As a small business owner, you have many things to manage – investments, operations, employee retention, customer engagement, marketing and much more. There is also one more aspect that requires a hands-on approach – cybersecurity. Small businesses are at a greater risk of being attacked by cybercriminals, because they don’t spend enough on cybersecurity, and more importantly, they don’t chase the incident like big brands, although the consequences are almost similar. Malware remains one of the serious cybersecurity threats for small businesses, and in this post, we are sharing a guide on preventing malware attacks.
- Check for outdated software. Many networked devices often have outdated legacy software that are not in use or required anymore. Consider removing such software, as soon as possible.
- Update firmware & software. All firmware, including for IP cameras, and software, must be updated for the latest version. Make sure that your employees follow the same rule when it comes to their own devices being used for work.
- Invest in anti-virus and anti-spyware software. There is no denying that software comes in handy for generating alarms and preventing malware attacks. There is no assured way of avoiding malware, so precautionary steps go a long way.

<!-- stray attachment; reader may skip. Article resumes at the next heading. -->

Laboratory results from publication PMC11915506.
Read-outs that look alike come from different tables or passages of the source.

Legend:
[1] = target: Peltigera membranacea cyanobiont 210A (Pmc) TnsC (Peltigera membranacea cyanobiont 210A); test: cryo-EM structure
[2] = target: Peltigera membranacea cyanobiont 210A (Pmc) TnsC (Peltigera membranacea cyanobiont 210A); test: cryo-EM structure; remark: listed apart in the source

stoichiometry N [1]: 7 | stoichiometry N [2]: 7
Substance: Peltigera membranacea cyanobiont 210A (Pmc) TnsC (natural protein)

- Strong passwords are a must. A strong password is always long, complex, and must include special characters, uppercase, & lowercase numbers. If your employees are not sure of what it takes to do the same, hire security experts to train them.
- Recommend password managers. While it is okay to save password on a secure document, the best bet is eventually a password manager, which is considered to be a low-risk tool, and there are a wide range of options.
- Focus on access rights. Make sure that only right people have access to right resources. Often, networked assets and devices are managed by users, who don’t need access to them, and this can lead to a potential malware attack.
- Don’t miss on email protection. Most of the times, malware programs are downloaded, and this happens because employees don’t really take emails, sites, links, and attachments seriously. Ensure that only trusted files are downloaded, and in case a wrong file has been downloaded, make it mandatory to report the same.
Finally, consider hiring a team of cybersecurity experts, who will guide your company further on how to prevent malware attacks and have a strong policy in place, both for customers and employees.